Sunday, 30 April 2023

Vlog #2: Does machine translation impact human translators?

As ChatGPT has just arrived on the scene, I've chosen artificial intelligence and machine translation as a topic to talk about in another vlog.


Does the widespread use of machine translation these days impact the work of human translators?

Is artificial intelligence a threat to the translation profession?

And do human translators use machine translation and tools like ChatGPT in their work?


Watch my latest video post, in which I'm sharing some thoughts on these and other questions:

Here are the blog posts which I'm referring to in the vlog:

4 April 2022: My 10 translation workflow stages

17 February 2022: The translation workflow stage that should never be omitted

1 February 2020: Why translators don’t fear the machines

12 December 2020:  The hallmarks of a good translator

30 April 2019: Human translation simply explained 

27 January 2018:  Machine translation in human translation workflows

12 September 2017: DeepL: Tool or threat for translators? 


Thanks so much for watching my second vlog, and do stay tuned!

Saturday, 11 March 2023

Vlog #1: Hello and thank you!

Welcome to my first vlog!

Video blogging (or vlogging) has been on the rise in recent years, so I've decided to jump on this bandwagon, too.

I have therefore just had a go at creating my first vlog, which you can watch here:

Here are the posts about Google search operators and AutoHotkey, which I've mentioned in my vlog:

3 March 2021:  Must-know Google search operators for translators (part 1)

18 March 2021:  Must-know Google search operators for translators (part 2)


9 November 2022: Getting started with AutoHotkey

1 October 2020: Working more efficiently with AutoHotkey (part 1) 

25 July 2021: Working more efficiently with AutoHotkey (part 2)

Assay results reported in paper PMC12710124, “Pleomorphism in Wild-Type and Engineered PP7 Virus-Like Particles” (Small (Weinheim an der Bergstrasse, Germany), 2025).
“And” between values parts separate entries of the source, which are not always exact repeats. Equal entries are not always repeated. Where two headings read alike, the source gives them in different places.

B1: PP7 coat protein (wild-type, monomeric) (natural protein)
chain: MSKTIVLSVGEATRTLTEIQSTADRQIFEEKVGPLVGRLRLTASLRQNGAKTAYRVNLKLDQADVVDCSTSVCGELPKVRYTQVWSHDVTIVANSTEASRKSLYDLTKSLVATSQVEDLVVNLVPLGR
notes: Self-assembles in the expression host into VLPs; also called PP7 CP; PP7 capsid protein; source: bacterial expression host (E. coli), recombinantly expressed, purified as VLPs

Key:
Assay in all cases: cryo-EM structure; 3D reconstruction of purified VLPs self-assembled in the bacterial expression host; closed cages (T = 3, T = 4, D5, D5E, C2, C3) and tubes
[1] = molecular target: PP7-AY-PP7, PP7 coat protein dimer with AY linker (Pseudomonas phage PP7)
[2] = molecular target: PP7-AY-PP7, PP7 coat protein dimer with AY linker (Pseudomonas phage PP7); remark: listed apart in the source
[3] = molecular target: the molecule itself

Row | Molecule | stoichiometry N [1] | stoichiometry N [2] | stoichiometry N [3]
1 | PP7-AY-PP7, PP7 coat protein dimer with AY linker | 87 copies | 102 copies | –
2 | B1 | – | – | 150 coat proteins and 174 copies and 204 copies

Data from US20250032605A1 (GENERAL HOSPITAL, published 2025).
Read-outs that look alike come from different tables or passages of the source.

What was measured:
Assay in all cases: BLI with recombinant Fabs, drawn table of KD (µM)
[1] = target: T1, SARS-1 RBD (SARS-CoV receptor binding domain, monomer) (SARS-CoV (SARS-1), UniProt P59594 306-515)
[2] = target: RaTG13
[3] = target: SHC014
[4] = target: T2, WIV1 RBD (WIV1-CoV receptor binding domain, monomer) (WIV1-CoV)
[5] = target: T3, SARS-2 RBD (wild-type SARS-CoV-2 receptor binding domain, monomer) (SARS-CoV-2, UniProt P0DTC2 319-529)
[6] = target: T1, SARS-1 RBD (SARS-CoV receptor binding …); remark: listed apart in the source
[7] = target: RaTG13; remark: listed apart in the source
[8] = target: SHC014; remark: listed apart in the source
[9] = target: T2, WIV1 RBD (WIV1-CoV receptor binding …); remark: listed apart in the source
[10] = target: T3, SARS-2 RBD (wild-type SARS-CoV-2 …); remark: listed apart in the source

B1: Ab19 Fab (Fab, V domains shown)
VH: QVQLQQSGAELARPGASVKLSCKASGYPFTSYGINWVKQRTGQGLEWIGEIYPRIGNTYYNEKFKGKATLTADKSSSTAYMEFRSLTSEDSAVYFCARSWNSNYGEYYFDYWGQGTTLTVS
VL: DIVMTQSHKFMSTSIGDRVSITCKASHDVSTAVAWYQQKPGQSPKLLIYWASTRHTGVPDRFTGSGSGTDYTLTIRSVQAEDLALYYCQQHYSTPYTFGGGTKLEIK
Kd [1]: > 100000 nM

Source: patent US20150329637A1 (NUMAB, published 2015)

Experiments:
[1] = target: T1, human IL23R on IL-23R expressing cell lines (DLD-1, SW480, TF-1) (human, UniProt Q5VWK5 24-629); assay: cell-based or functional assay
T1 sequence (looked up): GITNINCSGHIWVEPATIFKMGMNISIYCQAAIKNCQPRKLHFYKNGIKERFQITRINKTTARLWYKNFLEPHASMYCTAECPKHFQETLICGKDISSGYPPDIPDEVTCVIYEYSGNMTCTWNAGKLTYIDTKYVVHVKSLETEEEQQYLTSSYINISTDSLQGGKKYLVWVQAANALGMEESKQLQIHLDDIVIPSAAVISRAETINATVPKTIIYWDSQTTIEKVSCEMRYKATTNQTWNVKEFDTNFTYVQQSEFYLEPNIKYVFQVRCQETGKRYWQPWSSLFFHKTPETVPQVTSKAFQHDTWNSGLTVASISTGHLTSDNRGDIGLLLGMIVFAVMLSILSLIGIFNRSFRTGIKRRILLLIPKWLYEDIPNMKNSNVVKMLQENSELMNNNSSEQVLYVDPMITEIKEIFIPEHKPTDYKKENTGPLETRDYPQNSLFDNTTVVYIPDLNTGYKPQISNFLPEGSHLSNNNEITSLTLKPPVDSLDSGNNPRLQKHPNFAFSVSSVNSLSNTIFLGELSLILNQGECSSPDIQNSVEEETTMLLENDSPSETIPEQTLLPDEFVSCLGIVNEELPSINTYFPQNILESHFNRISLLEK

15 January 2022: Working more efficiently with AutoHotkey (part 3)

Note that I'm a complete newbie to vlogging, video creation and video editing, so please bear with me as I'm teaching myself the ropes and learning how to do this.


Do stay tuned for further blogs and vlogs!

Tuesday, 20 December 2022

Christmas 2022 donation to Sustrans

In the same minimalist vein as in previous years I have once again, instead of spending money on Christmas cards, made a Christmas donation to a charity this year.



As a regular user (and lover) of the Bristol-to-Bath cycle path (as mentioned in previous blog entries here or here), I’ve donated to Sustrans, a British charity and the custodian of the National Cycle Network. Sustrans, which is headquartered in Bristol, provides and cares for a UK-wide network of signed cycling and walking paths, connecting cities, towns and countryside, where everyone can thrive.


The Bristol-to-Bath cycle path was constructed on the track bed of the former Midland Railway, which closed for passenger traffic at the end of the 1960s. Between 1979 and 1986, the railway line was converted into the railway path. The delights encountered on the path include public artworks, disused railway station buildings, spectacular views of the countryside and attractive resting places.


The Bristol-to-Bath cycle path was constructed
on the track bed of the former Midland Railway

Sustrans provides and cares for a UK-wide network of signed
cycling and walking paths, connecting cities, towns and countryside

Donations to Sustrans, which will contribute towards creating safe and accessible paths and spaces for cyclists, walkers and wheelchair users, can be made here.